Personal property coverage includes the contents of your home. If you have items that are high-value in your home, get them appraised so you can include the value of these items in this coverage.
But check the limits for certain items – if you have a very high value piece of jewelry, for example, you might need to add on insurance for this rather than bundling it in your personal property coverage. If you don’t need appraisals, this coverage should include an estimate of how much it would cost to replace all the items in your home if it was lost in a fire, stolen, or destroyed in any way. Again, don’t overinsure and pay a hefty premium, and don’t underinsure and be disappointed later when you can barely replace just your furniture.
Try walking through each space in your home and taking pictures of your items, then add up the estimated values and there you go! This way, you also have a record of which items you’ll need to replace if your home was lost.
Additional living coverage is much like rental car insurance on your auto policy in the case of an accident. If your home needs repair or rebuilding, you’ll obviously need to stay somewhere else. This coverage will reimburse you for extra expenses while you’re living outside of your home.
Usually it’s recommended that this coverage be calculated as a percentage of your dwelling coverage, somewhere between 10-20%, depending on how many family members live in your home and would be displaced.
Some extra coverages that you might be offered include:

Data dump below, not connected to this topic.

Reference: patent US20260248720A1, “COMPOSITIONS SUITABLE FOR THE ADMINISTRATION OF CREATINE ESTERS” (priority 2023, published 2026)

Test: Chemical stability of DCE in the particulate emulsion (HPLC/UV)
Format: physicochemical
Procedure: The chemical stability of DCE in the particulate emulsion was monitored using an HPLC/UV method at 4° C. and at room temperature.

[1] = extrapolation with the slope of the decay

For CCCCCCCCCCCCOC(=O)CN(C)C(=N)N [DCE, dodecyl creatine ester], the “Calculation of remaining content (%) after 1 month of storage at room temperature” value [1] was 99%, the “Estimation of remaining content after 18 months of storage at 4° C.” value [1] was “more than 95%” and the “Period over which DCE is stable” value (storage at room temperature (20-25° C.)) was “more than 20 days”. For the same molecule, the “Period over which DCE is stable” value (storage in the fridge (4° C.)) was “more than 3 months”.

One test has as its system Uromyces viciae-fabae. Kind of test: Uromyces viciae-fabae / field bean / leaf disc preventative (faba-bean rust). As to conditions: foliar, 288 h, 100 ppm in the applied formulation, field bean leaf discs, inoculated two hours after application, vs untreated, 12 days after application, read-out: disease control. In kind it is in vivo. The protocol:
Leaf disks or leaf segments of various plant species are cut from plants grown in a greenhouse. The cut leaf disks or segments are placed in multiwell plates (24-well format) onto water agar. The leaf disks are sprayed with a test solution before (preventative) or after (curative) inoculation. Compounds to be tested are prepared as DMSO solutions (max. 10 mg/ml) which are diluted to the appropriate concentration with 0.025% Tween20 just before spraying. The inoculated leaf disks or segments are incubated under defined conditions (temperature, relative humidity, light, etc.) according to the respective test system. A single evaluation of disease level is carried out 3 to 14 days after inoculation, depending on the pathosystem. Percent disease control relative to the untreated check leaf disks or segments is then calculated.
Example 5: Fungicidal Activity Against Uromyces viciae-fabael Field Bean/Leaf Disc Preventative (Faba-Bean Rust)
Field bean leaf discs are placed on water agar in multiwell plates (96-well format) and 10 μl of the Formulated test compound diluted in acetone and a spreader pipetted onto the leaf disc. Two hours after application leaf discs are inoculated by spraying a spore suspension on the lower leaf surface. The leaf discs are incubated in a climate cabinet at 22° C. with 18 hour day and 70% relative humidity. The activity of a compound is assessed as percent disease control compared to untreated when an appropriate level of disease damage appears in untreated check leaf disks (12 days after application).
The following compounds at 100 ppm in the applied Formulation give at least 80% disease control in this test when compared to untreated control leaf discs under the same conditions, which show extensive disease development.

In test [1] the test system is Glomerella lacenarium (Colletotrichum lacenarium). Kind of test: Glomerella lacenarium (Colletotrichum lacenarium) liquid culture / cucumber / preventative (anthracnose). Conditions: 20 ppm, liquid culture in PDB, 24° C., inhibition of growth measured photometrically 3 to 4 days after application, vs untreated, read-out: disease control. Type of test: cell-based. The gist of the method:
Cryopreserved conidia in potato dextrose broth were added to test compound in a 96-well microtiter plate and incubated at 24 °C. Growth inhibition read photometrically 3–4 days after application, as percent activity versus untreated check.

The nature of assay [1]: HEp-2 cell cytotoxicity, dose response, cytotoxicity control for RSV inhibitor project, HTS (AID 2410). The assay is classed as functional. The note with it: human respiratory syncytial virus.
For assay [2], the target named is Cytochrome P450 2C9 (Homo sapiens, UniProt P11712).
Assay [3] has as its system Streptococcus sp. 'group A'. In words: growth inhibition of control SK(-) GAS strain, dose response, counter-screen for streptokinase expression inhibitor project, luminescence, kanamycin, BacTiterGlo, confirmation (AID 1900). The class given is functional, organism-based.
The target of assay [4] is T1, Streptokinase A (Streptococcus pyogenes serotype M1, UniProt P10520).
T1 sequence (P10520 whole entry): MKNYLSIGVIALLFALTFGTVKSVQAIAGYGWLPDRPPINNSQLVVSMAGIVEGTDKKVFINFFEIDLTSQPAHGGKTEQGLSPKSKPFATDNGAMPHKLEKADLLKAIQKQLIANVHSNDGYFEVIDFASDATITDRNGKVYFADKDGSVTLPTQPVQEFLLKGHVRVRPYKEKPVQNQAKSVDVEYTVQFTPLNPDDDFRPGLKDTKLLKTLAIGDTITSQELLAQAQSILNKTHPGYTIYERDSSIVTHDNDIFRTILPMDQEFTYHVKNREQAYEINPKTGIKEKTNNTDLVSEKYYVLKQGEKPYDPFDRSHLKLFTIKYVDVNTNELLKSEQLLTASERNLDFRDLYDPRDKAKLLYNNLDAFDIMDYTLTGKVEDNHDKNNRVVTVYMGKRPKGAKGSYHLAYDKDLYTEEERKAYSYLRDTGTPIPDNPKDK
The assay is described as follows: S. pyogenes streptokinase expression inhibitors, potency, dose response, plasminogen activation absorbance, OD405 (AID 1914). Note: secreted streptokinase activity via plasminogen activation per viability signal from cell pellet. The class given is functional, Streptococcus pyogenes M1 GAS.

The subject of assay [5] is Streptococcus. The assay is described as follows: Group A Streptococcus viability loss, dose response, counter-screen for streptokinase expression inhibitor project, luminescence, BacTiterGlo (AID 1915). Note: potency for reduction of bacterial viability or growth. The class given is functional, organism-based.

- Earthquake and flood insurance, which is usually unnecessary if you don’t live in an area that is typically affected by these natural disasters
- Sewer and drain backup coverage – only necessary if you foresee plumbing problems in your future, or have the financial flexibility to add this to your premium
- Identity theft coverage – in the case that your personal information is stolen and used for identity theft, this extra coverage can help you recoup your losses
My husband and I declined all three of these extra options, because we live in a land-locked area, we have updated plumbing, and we use other means to protect our information from identity theft.
However, these options may be necessary for you depending on your situation, so make sure to do some research on whether or not you may need them before you shell out the cash.
If you’re buying a home, don’t worry if you’re feeling overwhelmed. Nearly all first-time homebuyers run into some level of stress along the way.
But, homeowners insurance is one area that’s designed to cover you for the future, and navigating it the right way now will allow you to focus on more pressing matters, like providing your realtor with the thousands of financial documents required for a loan, and can also help you avoid many other headaches down the road.
If you’re already a homeowner with a policy, check to be sure you don’t have unnecessary coverages that are hiking up your premium. If you do, remember, the goal is to stay covered without over-insuring. That way you have peace of mind while living in your home, without it breaking the bank.
Contributor’s opinions are their own. Always do your own due diligence before investing.